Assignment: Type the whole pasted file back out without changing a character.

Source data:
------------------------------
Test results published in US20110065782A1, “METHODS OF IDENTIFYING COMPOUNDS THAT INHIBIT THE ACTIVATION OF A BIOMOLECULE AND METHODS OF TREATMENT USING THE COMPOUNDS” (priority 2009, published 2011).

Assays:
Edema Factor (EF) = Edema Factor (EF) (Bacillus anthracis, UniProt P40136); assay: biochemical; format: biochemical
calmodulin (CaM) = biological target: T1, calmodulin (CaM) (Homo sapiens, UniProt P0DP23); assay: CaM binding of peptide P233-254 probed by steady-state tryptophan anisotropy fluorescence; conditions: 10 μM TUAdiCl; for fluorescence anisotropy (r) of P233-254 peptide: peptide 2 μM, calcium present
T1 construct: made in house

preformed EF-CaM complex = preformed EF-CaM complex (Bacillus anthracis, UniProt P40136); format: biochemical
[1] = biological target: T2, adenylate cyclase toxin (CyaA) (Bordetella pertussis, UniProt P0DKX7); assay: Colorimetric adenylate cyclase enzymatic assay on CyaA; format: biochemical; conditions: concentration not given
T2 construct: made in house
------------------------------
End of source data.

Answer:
Test results published in US20110065782A1, “METHODS OF IDENTIFYING COMPOUNDS THAT INHIBIT THE ACTIVATION OF A BIOMOLECULE AND METHODS OF TREATMENT USING THE COMPOUNDS” (priority 2009, published 2011).

Assays:
Edema Factor (EF) = Edema Factor (EF) (Bacillus anthracis, UniProt P40136); assay: biochemical; format: biochemical
calmodulin (CaM) = biological target: T1, calmodulin (CaM) (Homo sapiens, UniProt P0DP23); assay: CaM binding of peptide P233-254 probed by steady-state tryptophan anisotropy fluorescence; conditions: 10 μM TUAdiCl; for fluorescence anisotropy (r) of P233-254 peptide: peptide 2 μM, calcium present
T1 construct: made in house

preformed EF-CaM complex = preformed EF-CaM complex (Bacillus anthracis, UniProt P40136); format: biochemical
[1] = biological target: T2, adenylate cyclase toxin (CyaA) (Bordetella pertussis, UniProt P0DKX7); assay: Colorimetric adenylate cyclase enzymatic assay on CyaA; format: biochemical; conditions: concentration not given
T2 construct: made in house